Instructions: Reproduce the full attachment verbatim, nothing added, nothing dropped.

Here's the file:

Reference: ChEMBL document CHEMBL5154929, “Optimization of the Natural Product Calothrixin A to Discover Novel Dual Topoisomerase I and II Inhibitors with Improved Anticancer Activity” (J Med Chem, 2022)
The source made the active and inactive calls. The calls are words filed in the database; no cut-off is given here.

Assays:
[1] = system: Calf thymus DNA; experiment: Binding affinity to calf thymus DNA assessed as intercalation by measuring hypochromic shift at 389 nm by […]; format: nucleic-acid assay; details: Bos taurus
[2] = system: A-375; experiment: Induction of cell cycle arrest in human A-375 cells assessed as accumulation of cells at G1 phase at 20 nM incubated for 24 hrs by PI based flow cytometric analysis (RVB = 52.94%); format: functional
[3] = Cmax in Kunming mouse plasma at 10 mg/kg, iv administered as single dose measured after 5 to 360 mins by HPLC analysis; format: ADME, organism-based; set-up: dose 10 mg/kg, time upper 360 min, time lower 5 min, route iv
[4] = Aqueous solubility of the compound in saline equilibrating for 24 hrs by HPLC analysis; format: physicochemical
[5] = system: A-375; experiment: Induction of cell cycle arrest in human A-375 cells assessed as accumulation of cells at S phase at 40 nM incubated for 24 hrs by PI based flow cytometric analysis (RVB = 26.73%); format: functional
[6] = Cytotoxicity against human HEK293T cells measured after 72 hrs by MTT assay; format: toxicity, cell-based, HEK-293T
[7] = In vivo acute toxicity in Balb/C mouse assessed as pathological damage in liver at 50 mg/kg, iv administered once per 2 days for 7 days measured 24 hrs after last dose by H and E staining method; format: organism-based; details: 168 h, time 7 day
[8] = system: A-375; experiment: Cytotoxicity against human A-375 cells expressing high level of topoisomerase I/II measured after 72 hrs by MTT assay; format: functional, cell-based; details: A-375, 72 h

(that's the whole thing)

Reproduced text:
Reference: ChEMBL document CHEMBL5154929, “Optimization of the Natural Product Calothrixin A to Discover Novel Dual Topoisomerase I and II Inhibitors with Improved Anticancer Activity” (J Med Chem, 2022)
The source made the active and inactive calls. The calls are words filed in the database; no cut-off is given here.

Assays:
[1] = system: Calf thymus DNA; experiment: Binding affinity to calf thymus DNA assessed as intercalation by measuring hypochromic shift at 389 nm by […]; format: nucleic-acid assay; details: Bos taurus
[2] = system: A-375; experiment: Induction of cell cycle arrest in human A-375 cells assessed as accumulation of cells at G1 phase at 20 nM incubated for 24 hrs by PI based flow cytometric analysis (RVB = 52.94%); format: functional
[3] = Cmax in Kunming mouse plasma at 10 mg/kg, iv administered as single dose measured after 5 to 360 mins by HPLC analysis; format: ADME, organism-based; set-up: dose 10 mg/kg, time upper 360 min, time lower 5 min, route iv
[4] = Aqueous solubility of the compound in saline equilibrating for 24 hrs by HPLC analysis; format: physicochemical
[5] = system: A-375; experiment: Induction of cell cycle arrest in human A-375 cells assessed as accumulation of cells at S phase at 40 nM incubated for 24 hrs by PI based flow cytometric analysis (RVB = 26.73%); format: functional
[6] = Cytotoxicity against human HEK293T cells measured after 72 hrs by MTT assay; format: toxicity, cell-based, HEK-293T
[7] = In vivo acute toxicity in Balb/C mouse assessed as pathological damage in liver at 50 mg/kg, iv administered once per 2 days for 7 days measured 24 hrs after last dose by H and E staining method; format: organism-based; details: 168 h, time 7 day
[8] = system: A-375; experiment: Cytotoxicity against human A-375 cells expressing high level of topoisomerase I/II measured after 72 hrs by MTT assay; format: functional, cell-based; details: A-375, 72 h